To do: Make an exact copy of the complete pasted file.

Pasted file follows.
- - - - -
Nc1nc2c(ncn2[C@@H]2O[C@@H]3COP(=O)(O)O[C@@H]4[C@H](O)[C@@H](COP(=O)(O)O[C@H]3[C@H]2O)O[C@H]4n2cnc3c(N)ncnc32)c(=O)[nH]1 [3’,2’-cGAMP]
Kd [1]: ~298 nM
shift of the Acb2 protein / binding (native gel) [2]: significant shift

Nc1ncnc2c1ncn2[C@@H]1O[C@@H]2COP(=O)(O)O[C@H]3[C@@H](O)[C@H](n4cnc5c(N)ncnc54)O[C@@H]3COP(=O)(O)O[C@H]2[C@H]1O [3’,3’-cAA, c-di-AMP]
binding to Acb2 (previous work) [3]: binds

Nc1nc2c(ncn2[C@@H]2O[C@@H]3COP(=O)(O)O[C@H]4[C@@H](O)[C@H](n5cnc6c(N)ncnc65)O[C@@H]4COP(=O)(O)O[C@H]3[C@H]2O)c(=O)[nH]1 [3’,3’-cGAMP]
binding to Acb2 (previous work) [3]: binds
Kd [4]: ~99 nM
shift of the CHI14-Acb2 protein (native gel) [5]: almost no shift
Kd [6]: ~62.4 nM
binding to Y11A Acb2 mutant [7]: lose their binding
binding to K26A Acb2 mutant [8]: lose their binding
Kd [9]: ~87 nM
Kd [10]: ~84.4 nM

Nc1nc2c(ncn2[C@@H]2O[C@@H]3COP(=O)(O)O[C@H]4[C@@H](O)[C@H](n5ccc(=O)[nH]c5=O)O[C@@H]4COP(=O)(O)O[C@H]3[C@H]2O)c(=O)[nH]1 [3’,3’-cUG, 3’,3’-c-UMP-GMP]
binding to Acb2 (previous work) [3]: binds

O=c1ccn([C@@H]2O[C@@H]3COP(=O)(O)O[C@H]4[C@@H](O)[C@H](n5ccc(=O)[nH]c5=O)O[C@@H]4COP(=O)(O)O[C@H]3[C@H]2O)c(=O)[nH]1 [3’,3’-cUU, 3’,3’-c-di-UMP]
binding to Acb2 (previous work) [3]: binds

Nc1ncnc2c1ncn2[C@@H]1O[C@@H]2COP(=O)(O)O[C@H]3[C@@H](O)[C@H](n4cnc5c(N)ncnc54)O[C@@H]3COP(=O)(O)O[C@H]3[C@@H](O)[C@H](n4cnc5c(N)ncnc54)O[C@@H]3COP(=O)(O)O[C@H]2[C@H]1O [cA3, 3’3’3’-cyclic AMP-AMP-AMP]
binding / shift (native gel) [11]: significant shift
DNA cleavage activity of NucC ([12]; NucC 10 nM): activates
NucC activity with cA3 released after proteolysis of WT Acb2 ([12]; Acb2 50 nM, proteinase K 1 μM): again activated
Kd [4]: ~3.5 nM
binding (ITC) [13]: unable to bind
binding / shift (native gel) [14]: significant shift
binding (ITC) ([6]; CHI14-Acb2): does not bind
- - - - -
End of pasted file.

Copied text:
Nc1nc2c(ncn2[C@@H]2O[C@@H]3COP(=O)(O)O[C@@H]4[C@H](O)[C@@H](COP(=O)(O)O[C@H]3[C@H]2O)O[C@H]4n2cnc3c(N)ncnc32)c(=O)[nH]1 [3’,2’-cGAMP]
Kd [1]: ~298 nM
shift of the Acb2 protein / binding (native gel) [2]: significant shift

Nc1ncnc2c1ncn2[C@@H]1O[C@@H]2COP(=O)(O)O[C@H]3[C@@H](O)[C@H](n4cnc5c(N)ncnc54)O[C@@H]3COP(=O)(O)O[C@H]2[C@H]1O [3’,3’-cAA, c-di-AMP]
binding to Acb2 (previous work) [3]: binds

Nc1nc2c(ncn2[C@@H]2O[C@@H]3COP(=O)(O)O[C@H]4[C@@H](O)[C@H](n5cnc6c(N)ncnc65)O[C@@H]4COP(=O)(O)O[C@H]3[C@H]2O)c(=O)[nH]1 [3’,3’-cGAMP]
binding to Acb2 (previous work) [3]: binds
Kd [4]: ~99 nM
shift of the CHI14-Acb2 protein (native gel) [5]: almost no shift
Kd [6]: ~62.4 nM
binding to Y11A Acb2 mutant [7]: lose their binding
binding to K26A Acb2 mutant [8]: lose their binding
Kd [9]: ~87 nM
Kd [10]: ~84.4 nM

Nc1nc2c(ncn2[C@@H]2O[C@@H]3COP(=O)(O)O[C@H]4[C@@H](O)[C@H](n5ccc(=O)[nH]c5=O)O[C@@H]4COP(=O)(O)O[C@H]3[C@H]2O)c(=O)[nH]1 [3’,3’-cUG, 3’,3’-c-UMP-GMP]
binding to Acb2 (previous work) [3]: binds

O=c1ccn([C@@H]2O[C@@H]3COP(=O)(O)O[C@H]4[C@@H](O)[C@H](n5ccc(=O)[nH]c5=O)O[C@@H]4COP(=O)(O)O[C@H]3[C@H]2O)c(=O)[nH]1 [3’,3’-cUU, 3’,3’-c-di-UMP]
binding to Acb2 (previous work) [3]: binds

Nc1ncnc2c1ncn2[C@@H]1O[C@@H]2COP(=O)(O)O[C@H]3[C@@H](O)[C@H](n4cnc5c(N)ncnc54)O[C@@H]3COP(=O)(O)O[C@H]3[C@@H](O)[C@H](n4cnc5c(N)ncnc54)O[C@@H]3COP(=O)(O)O[C@H]2[C@H]1O [cA3, 3’3’3’-cyclic AMP-AMP-AMP]
binding / shift (native gel) [11]: significant shift
DNA cleavage activity of NucC ([12]; NucC 10 nM): activates
NucC activity with cA3 released after proteolysis of WT Acb2 ([12]; Acb2 50 nM, proteinase K 1 μM): again activated
Kd [4]: ~3.5 nM
binding (ITC) [13]: unable to bind
binding / shift (native gel) [14]: significant shift
binding (ITC) ([6]; CHI14-Acb2): does not bind